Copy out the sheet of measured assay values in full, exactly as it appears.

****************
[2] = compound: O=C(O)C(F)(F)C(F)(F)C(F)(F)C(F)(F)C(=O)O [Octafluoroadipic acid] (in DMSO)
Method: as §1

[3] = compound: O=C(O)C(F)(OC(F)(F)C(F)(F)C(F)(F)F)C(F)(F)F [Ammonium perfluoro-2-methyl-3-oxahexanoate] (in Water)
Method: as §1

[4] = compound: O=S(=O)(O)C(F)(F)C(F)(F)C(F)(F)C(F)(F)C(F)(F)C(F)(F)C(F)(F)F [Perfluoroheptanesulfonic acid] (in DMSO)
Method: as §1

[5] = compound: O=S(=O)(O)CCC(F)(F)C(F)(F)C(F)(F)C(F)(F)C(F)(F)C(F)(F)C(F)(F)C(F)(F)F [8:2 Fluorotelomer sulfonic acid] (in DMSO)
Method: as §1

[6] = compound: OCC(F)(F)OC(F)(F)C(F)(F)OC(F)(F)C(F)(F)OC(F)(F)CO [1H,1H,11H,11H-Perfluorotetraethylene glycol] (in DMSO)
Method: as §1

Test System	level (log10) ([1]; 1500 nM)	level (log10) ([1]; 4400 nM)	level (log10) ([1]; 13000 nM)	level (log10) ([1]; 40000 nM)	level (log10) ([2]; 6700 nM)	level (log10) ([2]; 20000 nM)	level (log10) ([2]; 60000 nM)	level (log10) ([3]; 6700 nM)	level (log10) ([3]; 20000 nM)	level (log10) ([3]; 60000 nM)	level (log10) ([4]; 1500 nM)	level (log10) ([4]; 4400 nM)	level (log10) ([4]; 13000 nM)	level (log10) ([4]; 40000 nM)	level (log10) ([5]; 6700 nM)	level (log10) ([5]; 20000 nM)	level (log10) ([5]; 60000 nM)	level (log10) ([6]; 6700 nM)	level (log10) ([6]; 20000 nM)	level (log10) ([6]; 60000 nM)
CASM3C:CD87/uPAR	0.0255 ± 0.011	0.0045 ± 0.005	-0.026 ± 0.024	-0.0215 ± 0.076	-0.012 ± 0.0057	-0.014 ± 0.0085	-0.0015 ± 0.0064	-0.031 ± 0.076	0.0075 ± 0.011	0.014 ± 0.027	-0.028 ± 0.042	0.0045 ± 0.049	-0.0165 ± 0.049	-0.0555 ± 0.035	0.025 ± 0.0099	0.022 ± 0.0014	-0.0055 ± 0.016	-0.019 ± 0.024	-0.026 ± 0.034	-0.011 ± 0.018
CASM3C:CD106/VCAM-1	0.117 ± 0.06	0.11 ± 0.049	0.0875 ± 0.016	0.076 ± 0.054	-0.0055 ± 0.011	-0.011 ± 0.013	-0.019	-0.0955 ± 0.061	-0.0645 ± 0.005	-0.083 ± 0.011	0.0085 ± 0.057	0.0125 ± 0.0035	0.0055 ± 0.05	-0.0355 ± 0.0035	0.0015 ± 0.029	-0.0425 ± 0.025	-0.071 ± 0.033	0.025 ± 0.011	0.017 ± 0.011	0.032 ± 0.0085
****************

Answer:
[2] = compound: O=C(O)C(F)(F)C(F)(F)C(F)(F)C(F)(F)C(=O)O [Octafluoroadipic acid] (in DMSO)
Method: as §1

[3] = compound: O=C(O)C(F)(OC(F)(F)C(F)(F)C(F)(F)F)C(F)(F)F [Ammonium perfluoro-2-methyl-3-oxahexanoate] (in Water)
Method: as §1

[4] = compound: O=S(=O)(O)C(F)(F)C(F)(F)C(F)(F)C(F)(F)C(F)(F)C(F)(F)C(F)(F)F [Perfluoroheptanesulfonic acid] (in DMSO)
Method: as §1

[5] = compound: O=S(=O)(O)CCC(F)(F)C(F)(F)C(F)(F)C(F)(F)C(F)(F)C(F)(F)C(F)(F)C(F)(F)F [8:2 Fluorotelomer sulfonic acid] (in DMSO)
Method: as §1

[6] = compound: OCC(F)(F)OC(F)(F)C(F)(F)OC(F)(F)C(F)(F)OC(F)(F)CO [1H,1H,11H,11H-Perfluorotetraethylene glycol] (in DMSO)
Method: as §1

Test System	level (log10) ([1]; 1500 nM)	level (log10) ([1]; 4400 nM)	level (log10) ([1]; 13000 nM)	level (log10) ([1]; 40000 nM)	level (log10) ([2]; 6700 nM)	level (log10) ([2]; 20000 nM)	level (log10) ([2]; 60000 nM)	level (log10) ([3]; 6700 nM)	level (log10) ([3]; 20000 nM)	level (log10) ([3]; 60000 nM)	level (log10) ([4]; 1500 nM)	level (log10) ([4]; 4400 nM)	level (log10) ([4]; 13000 nM)	level (log10) ([4]; 40000 nM)	level (log10) ([5]; 6700 nM)	level (log10) ([5]; 20000 nM)	level (log10) ([5]; 60000 nM)	level (log10) ([6]; 6700 nM)	level (log10) ([6]; 20000 nM)	level (log10) ([6]; 60000 nM)
CASM3C:CD87/uPAR	0.0255 ± 0.011	0.0045 ± 0.005	-0.026 ± 0.024	-0.0215 ± 0.076	-0.012 ± 0.0057	-0.014 ± 0.0085	-0.0015 ± 0.0064	-0.031 ± 0.076	0.0075 ± 0.011	0.014 ± 0.027	-0.028 ± 0.042	0.0045 ± 0.049	-0.0165 ± 0.049	-0.0555 ± 0.035	0.025 ± 0.0099	0.022 ± 0.0014	-0.0055 ± 0.016	-0.019 ± 0.024	-0.026 ± 0.034	-0.011 ± 0.018
CASM3C:CD106/VCAM-1	0.117 ± 0.06	0.11 ± 0.049	0.0875 ± 0.016	0.076 ± 0.054	-0.0055 ± 0.011	-0.011 ± 0.013	-0.019	-0.0955 ± 0.061	-0.0645 ± 0.005	-0.083 ± 0.011	0.0085 ± 0.057	0.0125 ± 0.0035	0.0055 ± 0.05	-0.0355 ± 0.0035	0.0015 ± 0.029	-0.0425 ± 0.025	-0.071 ± 0.033	0.025 ± 0.011	0.017 ± 0.011	0.032 ± 0.0085